To create that consistency, we need the Enterprise Canonical Data Model.  Creating this bird is not easy.  It requires a lot of work and executive buy-in.  Note that the process of creating this model can generate a lot of heated discussions, mostly about variations in business process.  Usually the only way to mitigate these discussions is to create a data model that contains either none of the variations between processes, or contains them all.  Neither direction is "more correct" than the other.

    However, in order to integrate the applications, either along the way or at the end of the data-generation processes, we need to use a particularly constrained definition of Canonical Schema: the Enterprise Canonical Message Schema is a subset of the Enterprise Canonical Data Model that represents the data we will pass between systems that many people feel would be useful. Note that we added a constraint over the definition above.  Not only are we sharing the data, but we are sharing the data from the Enterprise CDM. 

    By constraining our message schema to the elements in the Enterprise Canonical Data Model, we radically reduce the cost of producing good data "at the end" because we will not generate bad data along the way.  The key word is "subset."  In order to create a canonical schema without a canonical data model, you are building a house on sand.  The CDM provides the foundation for the schema, and creating the schema first is likely to cause problems later.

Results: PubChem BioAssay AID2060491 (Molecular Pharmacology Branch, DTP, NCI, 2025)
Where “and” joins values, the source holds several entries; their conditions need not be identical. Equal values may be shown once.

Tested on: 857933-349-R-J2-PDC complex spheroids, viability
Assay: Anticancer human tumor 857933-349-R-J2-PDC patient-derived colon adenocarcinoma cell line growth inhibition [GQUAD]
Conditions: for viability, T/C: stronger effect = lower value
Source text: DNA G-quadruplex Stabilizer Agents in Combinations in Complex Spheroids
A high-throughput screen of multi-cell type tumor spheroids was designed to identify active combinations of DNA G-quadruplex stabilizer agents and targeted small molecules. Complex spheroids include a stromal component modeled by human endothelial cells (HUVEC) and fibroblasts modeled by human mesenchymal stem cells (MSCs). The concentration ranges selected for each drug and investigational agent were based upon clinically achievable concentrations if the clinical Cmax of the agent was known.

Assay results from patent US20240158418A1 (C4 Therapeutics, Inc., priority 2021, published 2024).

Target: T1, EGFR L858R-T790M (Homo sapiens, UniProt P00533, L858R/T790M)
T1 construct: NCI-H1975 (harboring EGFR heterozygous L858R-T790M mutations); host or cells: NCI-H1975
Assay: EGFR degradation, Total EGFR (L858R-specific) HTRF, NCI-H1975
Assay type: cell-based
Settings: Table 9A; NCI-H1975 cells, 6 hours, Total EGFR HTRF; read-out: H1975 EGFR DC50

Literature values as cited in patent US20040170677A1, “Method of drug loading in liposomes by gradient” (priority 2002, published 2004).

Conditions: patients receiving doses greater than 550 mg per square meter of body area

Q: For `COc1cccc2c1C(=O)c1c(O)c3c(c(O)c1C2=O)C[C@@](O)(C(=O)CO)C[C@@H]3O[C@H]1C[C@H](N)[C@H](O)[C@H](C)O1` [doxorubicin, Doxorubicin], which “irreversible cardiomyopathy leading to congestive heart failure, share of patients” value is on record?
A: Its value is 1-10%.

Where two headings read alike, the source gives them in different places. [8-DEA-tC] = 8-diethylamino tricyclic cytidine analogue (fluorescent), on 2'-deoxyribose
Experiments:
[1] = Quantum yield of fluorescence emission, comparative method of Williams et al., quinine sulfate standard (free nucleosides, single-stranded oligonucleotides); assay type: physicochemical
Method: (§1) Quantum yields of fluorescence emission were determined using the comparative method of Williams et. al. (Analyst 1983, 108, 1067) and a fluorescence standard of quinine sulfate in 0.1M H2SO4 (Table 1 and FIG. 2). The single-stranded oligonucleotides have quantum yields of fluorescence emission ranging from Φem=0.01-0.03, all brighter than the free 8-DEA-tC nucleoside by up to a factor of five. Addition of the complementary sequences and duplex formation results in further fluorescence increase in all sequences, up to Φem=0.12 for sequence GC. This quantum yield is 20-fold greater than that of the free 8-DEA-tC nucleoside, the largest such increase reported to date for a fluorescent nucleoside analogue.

Therefore, for my friends still debating if we should do SOA as a "code first" or "schema first" approach, I will say this: if you want to actually share the service, you have no choice but to create the service "schema first" and even then, only AFTER a sufficiently well understood part of the canonical data model is described and understood.

    And for my friends creating schemas that are not a subset of the overall model, time to resync with the overall model.  Let's get a single model that we all agree on as a necessary foundation for data integration.

    The next relationship is between the Canonical Message Schema and the Event Driven Architecture approach.  If you build your application so that you are sending messages, and you want to create autonomy between the components (goodness), you need to send data that has a well understood interpretation and as little 'business rule baggage" as you can get away with.  What better place than the Canonical Data Model to get that understanding?  Now, this is no longer an academic exercise.  Creating the enterprise level data model provides common understanding, so that these messages can have clear and consistent meaning.  That is imperative to the notion of Event Driven Architecture, where you are trying to keep the logic of one component from bleeding over into another.